Staying sharp in the studio.

Posted by Ivan Grieve on

The month of March has started with being quite a busy time for me, both in and out of the studio.

The magazine interview on maintaining creativity in the magazine Bold Journey went live and that was an interesting experience. I do find that having to write about oneself and ones artistic practice is very useful, in that allows time for some introspection. My late mother used say to me “Ivan, don’t dwell on you navel”  if I was being too introspective as a child and in fact later in life too!

…copy and paste this link to have a look.


( the image on the left is a procreate image I made the one on the right is a screen grab from the Emilio Mula interview).

Next up was the filmed interview for the Saltmarsh project. Some of you must know, I am working as a collaborative artist with the Bioregional learning centre. (Previous blog Unwrapping the New Year mentions the Saltmarsh project.) The very talented Emilio Mula a friend, and fellow collaborator, filmed me out by the Saltmarshes giving my take on the project.  The project has really given me a great deal to think about, learn from and observe… including the upcoming deadline of the 25th March.


Two submissions have gone in this month one for the massive and impossibly challenging  Jackson’s Art Prize…here is screen grab you may well recognise some of the esteemed panel of judges. 


Well I have it said before, it is good to have a go, it  forces me to rewrite all the necessary C.V’s Bio, and Artistic practice descriptions. The second submission was really putting forward my work on the saltmarsh project to a curator who had put an open call on the Curatorspace platform. The show is not until the very end of the year but it is nice to have some possibilities in the pipeline line. I will post about it if I get anywhere with it.

I use several platforms to spread the word on my work. It does absorb so much time though and time as we all know is a commodity in short supply . I am working with the charity Outside In as an ambassador and have a gallery presence on their website. I use Artrepreneur, an American website that has not really produced much in the way of work and sales. However like Saatchi’s ,I felt I should try and have some American/ global exposure, they all take time to maintain though. Saatchi do not charge a monthly fee like Artrepreneur but they do take a hefty wedge of sales as a commission.



(Top is the Saatchi site and below Artrepreneur )

Loading images,writing copy and calculating shipping prices etc does take away from the creativity and personally I find that hurts inside me. The writing about work is fine and enjoyable and images and posting on social media is also ok.

I have really enjoyed learning more about various apps for artwork, for example like ArtStage or Procreate. My ever helpful and talented 9 year old is always willing to point me in the right direction. ArtStage is fun to show or visualise a work on, to give the idea of scanned and printed much larger, for that  wow factor. Procreate has been good for all sorts of things, like profile images and testing colours for the Lino print planning.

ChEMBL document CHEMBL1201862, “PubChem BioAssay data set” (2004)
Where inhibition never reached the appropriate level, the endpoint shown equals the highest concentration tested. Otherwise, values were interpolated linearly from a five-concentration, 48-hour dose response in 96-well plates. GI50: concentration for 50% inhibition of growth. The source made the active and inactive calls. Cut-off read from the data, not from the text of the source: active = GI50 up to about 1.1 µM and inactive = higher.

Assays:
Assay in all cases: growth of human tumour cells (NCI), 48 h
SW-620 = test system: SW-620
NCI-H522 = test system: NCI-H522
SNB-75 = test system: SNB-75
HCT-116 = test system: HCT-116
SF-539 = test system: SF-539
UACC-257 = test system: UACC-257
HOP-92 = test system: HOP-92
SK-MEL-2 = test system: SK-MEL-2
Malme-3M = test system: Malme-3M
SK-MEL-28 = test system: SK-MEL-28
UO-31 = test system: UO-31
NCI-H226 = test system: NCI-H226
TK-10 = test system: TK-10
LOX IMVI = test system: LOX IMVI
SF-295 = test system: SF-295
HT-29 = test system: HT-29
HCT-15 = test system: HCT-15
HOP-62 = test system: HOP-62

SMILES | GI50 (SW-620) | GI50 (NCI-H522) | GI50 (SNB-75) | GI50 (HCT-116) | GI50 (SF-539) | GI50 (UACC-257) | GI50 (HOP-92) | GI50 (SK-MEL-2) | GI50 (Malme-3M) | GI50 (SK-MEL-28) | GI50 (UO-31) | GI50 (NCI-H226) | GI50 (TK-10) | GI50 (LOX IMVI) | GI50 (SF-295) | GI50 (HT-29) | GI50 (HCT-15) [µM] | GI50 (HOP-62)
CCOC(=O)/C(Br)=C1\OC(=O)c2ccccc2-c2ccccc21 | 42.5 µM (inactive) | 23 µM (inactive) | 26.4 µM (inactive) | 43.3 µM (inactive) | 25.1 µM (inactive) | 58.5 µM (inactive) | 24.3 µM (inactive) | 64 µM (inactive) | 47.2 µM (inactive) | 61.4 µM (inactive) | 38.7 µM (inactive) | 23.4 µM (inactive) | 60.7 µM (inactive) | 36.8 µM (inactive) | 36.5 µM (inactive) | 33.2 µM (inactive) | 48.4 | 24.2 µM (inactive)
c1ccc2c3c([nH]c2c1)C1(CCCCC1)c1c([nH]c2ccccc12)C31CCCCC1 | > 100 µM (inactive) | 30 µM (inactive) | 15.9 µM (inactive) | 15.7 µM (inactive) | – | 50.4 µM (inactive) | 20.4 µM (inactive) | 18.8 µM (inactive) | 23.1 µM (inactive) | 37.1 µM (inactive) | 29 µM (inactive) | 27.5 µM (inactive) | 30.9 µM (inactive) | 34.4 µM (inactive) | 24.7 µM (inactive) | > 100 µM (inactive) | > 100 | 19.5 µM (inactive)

(The one of me on the left I have used procreate over a layer of the work on the right. The image on the right is using the ArtStage app and is of my print made enormous).


The best part of the month so far has most certainly been getting to grips with printing in the studio. That said, this was delayed by a couple of days as a sharp blade that I used to cut paper for printing slipped a bit. This meant a colourful trip to the local hospital. Once cleaned up and patched up I am pleased to say that I am on the mend.


The Saltmarsh project has really been divided by me, into the elements earth and mud of the saltmarsh with it natural detritus, the river bank (water) with the Napoleonic wall, the reeds that reach up the sky (air) and the drone footage of the river Dart marsh survey. I took each as a starting point and made some sketches and drawings to develop some images for linocut prints.(please see previous blog.)

 Having produced 8 images which I transferred on to linocut blocks and selected the colours from the images in the drone footage. I then make one colour up and use the press with Fabriano paper to start with, when the block is taking the ink well I select some Japanese papers. I bought several sample packs of Awagami papers to try out.


The water based inks are a pleasure to work with and are a good quality ink from Schmincke. I tend to print one new block with a new colour and then use up any remaining ink on blocks that I have already worked with.


I shall cut into some of the blocks a little more but at this stage I am not keen to print images with more than one colour. I feel the works on these beautiful papers will be a distracted from if there are multiple colours. I also will be looking at producing much larger images through high quality scans.


So thank you very much for reading this and do please feel free to contact me to ask any questions about my work or the processes involved.


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